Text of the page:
|The end of the box. Some wag has marked the unit as "AC". It's a high rail model, and the DC box is bot checked.|
It would not work.
It just sat there and vibrated. A couple of folks looked at it. One theory is that it was a DC model (everything I have is AC). So I set it aside and got on with the show.
Today, I had a chance to look at it. Rich B. lent me a DC rectifier that I could hook up to my AC transformers. First up, I removed the body to inspect the chassis, the motor and the gearing assemblies.
|I went to disconnect the headlight and the whole circuit board came loose! Talk about a tight connection!|
I also pulled the body off another SD-60 in the collection for comparison.
|The CSX engine and circuit board|
|The AC High rail circuit board.|
As the pictures show, the two circuit boards are clearly different. I placed the chassis on the track and hooked up the rectifier. A little bit of movement! It would move and bit then halt.I'd throw the switch and it would go the other direction.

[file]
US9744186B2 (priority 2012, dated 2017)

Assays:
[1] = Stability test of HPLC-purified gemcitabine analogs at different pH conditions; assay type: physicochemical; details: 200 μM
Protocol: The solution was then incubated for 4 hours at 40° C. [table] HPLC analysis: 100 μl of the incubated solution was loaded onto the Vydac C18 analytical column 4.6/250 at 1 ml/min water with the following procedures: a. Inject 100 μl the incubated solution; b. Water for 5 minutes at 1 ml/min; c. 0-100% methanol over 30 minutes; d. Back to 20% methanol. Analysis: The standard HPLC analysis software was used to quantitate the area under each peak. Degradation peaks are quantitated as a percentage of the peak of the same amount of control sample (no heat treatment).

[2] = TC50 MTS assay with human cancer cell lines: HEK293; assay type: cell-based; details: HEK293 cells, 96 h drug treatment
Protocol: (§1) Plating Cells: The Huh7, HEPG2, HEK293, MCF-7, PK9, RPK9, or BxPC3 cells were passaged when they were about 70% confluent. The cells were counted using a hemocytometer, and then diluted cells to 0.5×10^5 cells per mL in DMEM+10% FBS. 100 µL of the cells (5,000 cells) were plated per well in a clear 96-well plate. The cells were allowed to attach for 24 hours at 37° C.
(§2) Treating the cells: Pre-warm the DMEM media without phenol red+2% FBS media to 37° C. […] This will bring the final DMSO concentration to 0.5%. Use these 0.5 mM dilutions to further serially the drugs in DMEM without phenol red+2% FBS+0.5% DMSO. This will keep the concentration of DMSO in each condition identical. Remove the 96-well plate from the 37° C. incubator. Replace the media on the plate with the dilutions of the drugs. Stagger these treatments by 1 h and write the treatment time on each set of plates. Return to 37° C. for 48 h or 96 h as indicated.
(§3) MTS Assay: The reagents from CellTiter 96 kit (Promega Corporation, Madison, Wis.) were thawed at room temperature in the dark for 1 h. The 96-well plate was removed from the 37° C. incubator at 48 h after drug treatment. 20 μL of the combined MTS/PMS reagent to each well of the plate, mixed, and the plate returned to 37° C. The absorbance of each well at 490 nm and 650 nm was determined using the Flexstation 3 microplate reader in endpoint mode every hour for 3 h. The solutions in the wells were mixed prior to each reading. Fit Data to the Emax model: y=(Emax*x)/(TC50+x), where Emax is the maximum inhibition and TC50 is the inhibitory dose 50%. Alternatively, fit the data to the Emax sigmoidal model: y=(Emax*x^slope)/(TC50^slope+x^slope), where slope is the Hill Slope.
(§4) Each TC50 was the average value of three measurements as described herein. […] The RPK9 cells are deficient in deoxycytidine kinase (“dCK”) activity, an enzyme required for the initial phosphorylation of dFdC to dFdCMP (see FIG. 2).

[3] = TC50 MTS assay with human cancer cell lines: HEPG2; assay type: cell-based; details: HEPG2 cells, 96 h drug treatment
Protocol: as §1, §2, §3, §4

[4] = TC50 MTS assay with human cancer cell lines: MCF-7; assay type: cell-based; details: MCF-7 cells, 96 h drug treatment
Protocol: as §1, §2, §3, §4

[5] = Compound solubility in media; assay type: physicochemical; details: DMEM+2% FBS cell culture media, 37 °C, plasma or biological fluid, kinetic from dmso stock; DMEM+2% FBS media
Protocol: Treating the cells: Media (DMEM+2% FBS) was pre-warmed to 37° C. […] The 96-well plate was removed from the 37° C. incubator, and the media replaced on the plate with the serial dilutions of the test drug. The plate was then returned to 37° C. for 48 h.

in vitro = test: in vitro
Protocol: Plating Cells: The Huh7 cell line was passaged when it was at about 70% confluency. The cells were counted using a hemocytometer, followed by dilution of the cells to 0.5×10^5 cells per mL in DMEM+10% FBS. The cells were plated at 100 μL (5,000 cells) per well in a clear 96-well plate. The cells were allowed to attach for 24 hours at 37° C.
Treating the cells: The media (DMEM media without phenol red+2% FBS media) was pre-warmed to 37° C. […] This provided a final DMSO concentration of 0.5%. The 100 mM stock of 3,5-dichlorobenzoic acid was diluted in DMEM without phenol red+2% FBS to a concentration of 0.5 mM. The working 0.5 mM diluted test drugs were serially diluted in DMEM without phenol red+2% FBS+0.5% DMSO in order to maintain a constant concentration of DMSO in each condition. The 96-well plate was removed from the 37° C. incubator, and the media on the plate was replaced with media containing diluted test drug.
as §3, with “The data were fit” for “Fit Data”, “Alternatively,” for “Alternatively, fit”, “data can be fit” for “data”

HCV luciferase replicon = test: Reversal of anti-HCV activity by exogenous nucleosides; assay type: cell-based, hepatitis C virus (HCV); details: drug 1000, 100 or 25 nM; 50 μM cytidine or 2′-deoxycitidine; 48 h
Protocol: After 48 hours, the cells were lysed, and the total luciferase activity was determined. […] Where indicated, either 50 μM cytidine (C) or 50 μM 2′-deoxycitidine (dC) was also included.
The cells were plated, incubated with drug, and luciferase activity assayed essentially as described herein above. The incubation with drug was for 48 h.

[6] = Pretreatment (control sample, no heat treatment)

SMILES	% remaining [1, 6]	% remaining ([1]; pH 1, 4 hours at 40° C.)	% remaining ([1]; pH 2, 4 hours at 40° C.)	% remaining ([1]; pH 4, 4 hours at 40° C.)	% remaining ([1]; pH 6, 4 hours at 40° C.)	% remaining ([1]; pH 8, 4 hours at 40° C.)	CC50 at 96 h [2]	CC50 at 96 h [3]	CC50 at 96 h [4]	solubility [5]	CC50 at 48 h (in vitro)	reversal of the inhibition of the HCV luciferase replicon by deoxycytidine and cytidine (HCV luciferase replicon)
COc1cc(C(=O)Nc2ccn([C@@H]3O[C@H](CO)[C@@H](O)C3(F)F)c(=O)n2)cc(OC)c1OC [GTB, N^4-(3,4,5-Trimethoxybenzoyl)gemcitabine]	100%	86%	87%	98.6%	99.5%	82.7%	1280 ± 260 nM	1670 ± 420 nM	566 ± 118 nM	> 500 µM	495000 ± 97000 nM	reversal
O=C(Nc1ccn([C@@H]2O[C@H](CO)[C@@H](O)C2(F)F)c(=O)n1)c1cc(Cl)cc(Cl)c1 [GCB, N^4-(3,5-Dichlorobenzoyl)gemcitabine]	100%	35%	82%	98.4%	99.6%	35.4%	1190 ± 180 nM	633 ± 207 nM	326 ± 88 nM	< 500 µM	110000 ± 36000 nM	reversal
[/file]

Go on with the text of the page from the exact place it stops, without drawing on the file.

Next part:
While I had it open, I checked the rotation of the motor shaft. It was experiencing some binding, but there was nothing obviously wrong. From past experience, I know that if you overtighten the plates that secure the drive shaft mounts for the large flywheel, the shaft can bind, so I backed off the screws until the two plates were snug but not tight.
I tried it again. Success! The engine would move back and forth. But only at very low power levels. If I raise the power of the AC transformer, the engine would slow and then stop. But at low speed, the engine moved and pulled the large intermodal freight string around the layout.
|The CSX engine moving freight on it's demo run.|
Verdict: This is a DC powered engine.
Well...poop. All my other engines are AC. So guess, I've got a DC engine in the collection.
In other news, added a new box car to the collection. A nice Showcase line car for the DT&I.